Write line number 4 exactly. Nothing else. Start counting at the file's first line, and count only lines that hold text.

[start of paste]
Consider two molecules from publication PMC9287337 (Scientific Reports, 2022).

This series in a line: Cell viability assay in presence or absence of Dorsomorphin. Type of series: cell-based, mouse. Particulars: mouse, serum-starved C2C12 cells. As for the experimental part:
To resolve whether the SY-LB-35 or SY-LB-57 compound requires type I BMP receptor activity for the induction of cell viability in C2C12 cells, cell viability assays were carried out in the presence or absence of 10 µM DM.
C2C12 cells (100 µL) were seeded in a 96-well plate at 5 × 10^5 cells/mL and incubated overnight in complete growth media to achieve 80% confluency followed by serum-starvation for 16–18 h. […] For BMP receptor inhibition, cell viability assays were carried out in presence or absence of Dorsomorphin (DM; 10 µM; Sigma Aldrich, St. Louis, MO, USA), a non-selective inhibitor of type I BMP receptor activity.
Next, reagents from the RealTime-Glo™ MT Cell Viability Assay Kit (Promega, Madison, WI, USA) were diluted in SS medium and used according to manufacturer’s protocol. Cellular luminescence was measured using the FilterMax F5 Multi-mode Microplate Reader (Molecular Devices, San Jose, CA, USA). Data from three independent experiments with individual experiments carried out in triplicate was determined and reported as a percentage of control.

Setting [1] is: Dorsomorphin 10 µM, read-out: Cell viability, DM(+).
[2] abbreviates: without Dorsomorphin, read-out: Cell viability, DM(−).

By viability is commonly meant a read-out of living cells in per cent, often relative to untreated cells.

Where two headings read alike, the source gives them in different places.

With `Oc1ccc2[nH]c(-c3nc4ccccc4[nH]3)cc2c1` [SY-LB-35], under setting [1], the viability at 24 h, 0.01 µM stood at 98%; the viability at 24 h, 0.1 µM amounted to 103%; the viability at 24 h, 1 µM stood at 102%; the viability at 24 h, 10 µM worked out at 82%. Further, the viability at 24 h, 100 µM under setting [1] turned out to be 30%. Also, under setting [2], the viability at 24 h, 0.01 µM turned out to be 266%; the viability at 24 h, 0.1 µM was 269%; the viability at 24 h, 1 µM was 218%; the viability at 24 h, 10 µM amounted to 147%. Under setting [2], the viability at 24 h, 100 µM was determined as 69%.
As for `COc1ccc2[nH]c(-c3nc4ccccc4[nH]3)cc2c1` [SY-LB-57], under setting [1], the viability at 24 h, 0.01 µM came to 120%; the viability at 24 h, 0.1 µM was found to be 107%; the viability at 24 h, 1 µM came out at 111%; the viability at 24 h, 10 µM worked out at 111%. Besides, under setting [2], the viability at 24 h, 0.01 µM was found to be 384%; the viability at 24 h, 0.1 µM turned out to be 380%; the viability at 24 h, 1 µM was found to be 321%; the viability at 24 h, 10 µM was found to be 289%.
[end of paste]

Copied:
C2C12 cells (100 µL) were seeded in a 96-well plate at 5 × 10^5 cells/mL and incubated overnight in complete growth media to achieve 80% confluency followed by serum-starvation for 16–18 h. […] For BMP receptor inhibition, cell viability assays were carried out in presence or absence of Dorsomorphin (DM; 10 µM; Sigma Aldrich, St. Louis, MO, USA), a non-selective inhibitor of type I BMP receptor activity.